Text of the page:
Eliud Kipchoge targets three-peat at 2024 Olympics

Eliud Kipchoge

World marathon record holder Eliud Kipchoge speaks during NTV’s live sports show SportOn at Nation Centre in Nairobi on October 10, 2022.

Photo credit: Chris Omollo | Nation Media Group

What you need to know:

  • Kipchoge noted that embracing professionalism sets professional athletes apart from amateurs.
  • “A professional will plan and follow his program to the letter but an amateur is full of life, running up and down aimlessly,” said Kipchoge, adding that his love for athletes keeps him going.

Fresh from breaking his own marathon world record, two-time Olympic champion, Eliud Kipchoge, has hinted about the 2024 Olympic Summer Games being his next target.

At the same time, Kipchoge has paid glowing tribute to his pacesetters, for setting him on the path to breaking the world record for the second time at Berlin Marathon on September 25 .

Amos Koech from Keringet Athletics Training Camp in Nakuru, Philemon Kiplimo from Iten in Elgeyo Marakwet County and Noah Kipkemboi from Kaptagat Athletics Camp in Uasin Gisgu had the arduous task of pacing Kipchoge at the Berlin Marathon.

Kipkemboi was the last of the pacesetters on the day, and he set a blistering pace for Kipchoge then dropped off after 25 kilometres, and the two-time Olympics marathon champion went on to recapture the Berlin Marathon title, breaking his own world record by 30 seconds in the German capital.

Kipchoge clocked 2:01:09 to win Berlin Marathon for the fourth time, beating his previous world record time of 2:01:39 he had set when winning on the same course in 2018.

“My record-breaking feat in Berlin has sank in, and I am happy to continue inspiring many as I focus on recovery.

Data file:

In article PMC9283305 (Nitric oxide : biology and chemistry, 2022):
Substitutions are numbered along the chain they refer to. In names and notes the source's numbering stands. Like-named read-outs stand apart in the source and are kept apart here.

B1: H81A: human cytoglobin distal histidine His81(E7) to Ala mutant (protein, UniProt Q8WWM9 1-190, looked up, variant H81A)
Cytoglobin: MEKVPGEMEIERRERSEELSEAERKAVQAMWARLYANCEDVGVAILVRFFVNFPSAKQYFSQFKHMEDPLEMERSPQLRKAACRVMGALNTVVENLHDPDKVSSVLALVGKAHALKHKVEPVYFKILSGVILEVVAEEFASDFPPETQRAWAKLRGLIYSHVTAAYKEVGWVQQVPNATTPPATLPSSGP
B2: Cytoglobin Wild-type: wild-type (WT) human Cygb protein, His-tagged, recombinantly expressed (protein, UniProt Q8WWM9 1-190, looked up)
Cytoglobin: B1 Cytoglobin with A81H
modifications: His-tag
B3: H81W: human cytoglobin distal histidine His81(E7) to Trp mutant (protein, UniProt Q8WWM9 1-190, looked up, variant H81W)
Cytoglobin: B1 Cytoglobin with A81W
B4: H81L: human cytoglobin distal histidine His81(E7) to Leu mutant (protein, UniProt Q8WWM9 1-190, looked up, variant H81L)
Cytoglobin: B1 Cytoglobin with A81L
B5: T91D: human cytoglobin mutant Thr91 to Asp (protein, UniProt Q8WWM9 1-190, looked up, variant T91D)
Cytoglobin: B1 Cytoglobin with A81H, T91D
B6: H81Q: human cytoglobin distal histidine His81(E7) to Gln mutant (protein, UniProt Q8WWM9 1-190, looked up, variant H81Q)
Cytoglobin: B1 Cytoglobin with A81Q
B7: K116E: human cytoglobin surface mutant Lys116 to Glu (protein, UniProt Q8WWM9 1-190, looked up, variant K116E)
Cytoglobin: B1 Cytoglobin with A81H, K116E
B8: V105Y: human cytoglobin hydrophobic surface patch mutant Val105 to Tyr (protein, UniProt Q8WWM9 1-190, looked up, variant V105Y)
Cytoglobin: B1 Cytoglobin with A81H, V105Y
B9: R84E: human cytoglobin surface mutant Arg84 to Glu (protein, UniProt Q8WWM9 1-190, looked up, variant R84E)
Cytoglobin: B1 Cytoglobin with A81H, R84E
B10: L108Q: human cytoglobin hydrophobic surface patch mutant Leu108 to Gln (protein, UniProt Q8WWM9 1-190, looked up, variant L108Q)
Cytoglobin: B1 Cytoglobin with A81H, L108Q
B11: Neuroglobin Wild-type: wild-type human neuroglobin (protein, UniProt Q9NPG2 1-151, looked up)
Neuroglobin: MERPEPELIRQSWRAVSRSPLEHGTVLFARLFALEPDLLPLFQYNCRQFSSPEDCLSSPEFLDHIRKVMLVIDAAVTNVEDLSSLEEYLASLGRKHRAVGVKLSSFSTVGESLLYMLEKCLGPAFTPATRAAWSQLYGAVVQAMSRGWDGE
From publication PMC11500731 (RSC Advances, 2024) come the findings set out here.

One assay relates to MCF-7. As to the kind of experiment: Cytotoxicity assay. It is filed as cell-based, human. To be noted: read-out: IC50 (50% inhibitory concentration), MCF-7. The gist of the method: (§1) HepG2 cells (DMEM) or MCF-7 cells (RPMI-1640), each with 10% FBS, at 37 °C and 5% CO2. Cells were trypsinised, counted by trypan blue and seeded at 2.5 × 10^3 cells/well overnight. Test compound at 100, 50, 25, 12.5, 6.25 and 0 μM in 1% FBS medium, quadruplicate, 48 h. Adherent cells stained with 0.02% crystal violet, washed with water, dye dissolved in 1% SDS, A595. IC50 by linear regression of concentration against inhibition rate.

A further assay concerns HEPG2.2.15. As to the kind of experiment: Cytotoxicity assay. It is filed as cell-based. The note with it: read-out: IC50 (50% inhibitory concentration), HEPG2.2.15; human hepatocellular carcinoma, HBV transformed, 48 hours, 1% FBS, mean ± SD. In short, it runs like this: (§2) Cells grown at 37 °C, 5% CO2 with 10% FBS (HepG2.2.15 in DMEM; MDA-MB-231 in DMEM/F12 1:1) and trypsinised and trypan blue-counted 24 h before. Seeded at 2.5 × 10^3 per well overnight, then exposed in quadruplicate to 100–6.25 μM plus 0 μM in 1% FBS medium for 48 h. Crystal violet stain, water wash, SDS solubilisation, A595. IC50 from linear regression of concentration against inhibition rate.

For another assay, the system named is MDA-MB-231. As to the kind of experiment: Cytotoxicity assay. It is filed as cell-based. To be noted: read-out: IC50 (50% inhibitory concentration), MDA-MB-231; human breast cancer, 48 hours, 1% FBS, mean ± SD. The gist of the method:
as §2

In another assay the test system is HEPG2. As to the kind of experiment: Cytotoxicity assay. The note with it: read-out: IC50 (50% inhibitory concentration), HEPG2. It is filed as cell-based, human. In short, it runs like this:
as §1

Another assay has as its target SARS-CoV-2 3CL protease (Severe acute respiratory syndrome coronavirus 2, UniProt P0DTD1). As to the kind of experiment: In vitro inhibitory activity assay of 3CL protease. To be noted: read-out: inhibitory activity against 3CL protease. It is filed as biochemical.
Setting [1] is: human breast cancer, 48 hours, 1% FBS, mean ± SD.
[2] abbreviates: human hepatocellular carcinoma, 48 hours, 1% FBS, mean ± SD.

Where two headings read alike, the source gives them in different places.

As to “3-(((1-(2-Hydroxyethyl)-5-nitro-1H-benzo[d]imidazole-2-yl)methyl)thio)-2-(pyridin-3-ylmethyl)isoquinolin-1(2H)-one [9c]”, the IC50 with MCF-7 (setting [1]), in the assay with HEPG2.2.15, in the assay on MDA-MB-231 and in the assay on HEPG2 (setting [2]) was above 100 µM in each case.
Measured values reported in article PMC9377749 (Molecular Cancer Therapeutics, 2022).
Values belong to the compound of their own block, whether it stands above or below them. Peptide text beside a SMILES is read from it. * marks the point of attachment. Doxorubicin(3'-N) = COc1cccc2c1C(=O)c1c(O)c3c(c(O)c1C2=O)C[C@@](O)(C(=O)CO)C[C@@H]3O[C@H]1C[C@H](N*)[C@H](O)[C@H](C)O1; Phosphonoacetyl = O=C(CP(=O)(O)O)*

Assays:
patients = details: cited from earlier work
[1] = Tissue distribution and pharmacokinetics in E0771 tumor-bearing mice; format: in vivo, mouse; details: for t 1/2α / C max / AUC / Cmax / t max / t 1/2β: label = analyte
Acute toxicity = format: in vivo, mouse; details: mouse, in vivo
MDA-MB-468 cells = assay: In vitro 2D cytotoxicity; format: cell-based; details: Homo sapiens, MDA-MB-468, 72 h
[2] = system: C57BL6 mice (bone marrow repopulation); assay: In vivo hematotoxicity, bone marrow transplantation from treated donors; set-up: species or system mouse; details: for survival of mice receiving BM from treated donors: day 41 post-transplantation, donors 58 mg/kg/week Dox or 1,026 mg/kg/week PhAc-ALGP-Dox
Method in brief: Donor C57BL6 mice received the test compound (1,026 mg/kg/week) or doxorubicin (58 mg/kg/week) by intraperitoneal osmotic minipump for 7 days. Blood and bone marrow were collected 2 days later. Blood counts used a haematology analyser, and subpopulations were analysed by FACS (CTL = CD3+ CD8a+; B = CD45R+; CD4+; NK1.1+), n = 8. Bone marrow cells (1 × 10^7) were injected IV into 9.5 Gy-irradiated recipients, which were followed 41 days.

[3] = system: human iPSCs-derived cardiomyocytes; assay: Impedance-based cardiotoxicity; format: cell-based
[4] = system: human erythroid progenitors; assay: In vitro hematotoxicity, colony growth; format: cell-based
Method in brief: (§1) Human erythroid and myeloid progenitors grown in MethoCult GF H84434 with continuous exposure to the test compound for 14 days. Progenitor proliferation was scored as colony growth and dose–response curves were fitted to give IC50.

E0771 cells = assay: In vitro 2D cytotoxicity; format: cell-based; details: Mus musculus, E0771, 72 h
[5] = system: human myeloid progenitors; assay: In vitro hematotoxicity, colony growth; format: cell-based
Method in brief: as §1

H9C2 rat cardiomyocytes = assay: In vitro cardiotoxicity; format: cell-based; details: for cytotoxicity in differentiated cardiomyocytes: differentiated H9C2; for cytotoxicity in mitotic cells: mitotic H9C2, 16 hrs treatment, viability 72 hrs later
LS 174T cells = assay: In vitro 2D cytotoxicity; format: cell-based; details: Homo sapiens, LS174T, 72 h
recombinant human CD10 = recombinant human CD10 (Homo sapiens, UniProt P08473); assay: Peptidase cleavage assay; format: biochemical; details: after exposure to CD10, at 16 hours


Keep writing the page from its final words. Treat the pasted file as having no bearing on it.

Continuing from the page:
“However, I have no plans for any race now but the 2024 Paris Olympics is at the back of my mind,” said Kipchoge, who could become the first man to defend an Olympic title twice should he win in Paris.

“These gallant pacesetters formed a critical part of the race. They made it happen. I have a lot of respect for them,” said Kipchoge, adding that he would have run the race in under two hours had the pacesetters stayed with him up to the 30km mark.

"I know it was a tall order for them,"said Kipchoge, who was speaking on NTV’s live sports show “SportOn” hosted by Bernard Ndong and James Wokabi on Monday night.

Kipchoge said that his secret to longevity in athletics is professional approach to sports, proper planning and embracing systems that work.

The 37-year-old Kipchoge, who has been running for the last two decades, said his love for athletics as a sport and staying focussed on his preparations rather than what he stands to earn from it has made him last long.

Kipchoge urged his fellow athletes to invest in their careers and to use their time and earnings wisely, noting that sportspeople have short careers.
DNation bodytext:

“Focusing on preparations and not financial gains first will make an athlete go far,” said Kipchoge.

“I learnt to treat sports with respect just like any other well-paying job quite early and it has worked for me.”

“It’s always good to have goals but that is not as important as having good systems. Goals solve problems temporarily,” Kipchoge said, adding that the secret to success wasn’t rocket science, but planning in small bits to success.

“One must remain consistent all through for good results. There are no quick fixes,” said Kipchoge, who was received at the Nation Centre by NTV's Head of Broadcasting and Executive Director (Transformation), Monica Ndungú.

Ndungú was accompanied by Nation Media Group Managing Editor (Sports), Elias Makori and Head of Marketing, Philbert Mdindi.

Kipchoge noted that embracing professionalism sets professional athletes apart from amateurs.

“A professional will plan and follow his program to the letter but an amateur is full of life, running up and down aimlessly,” said Kipchoge, adding that his love for athletes keeps him going.

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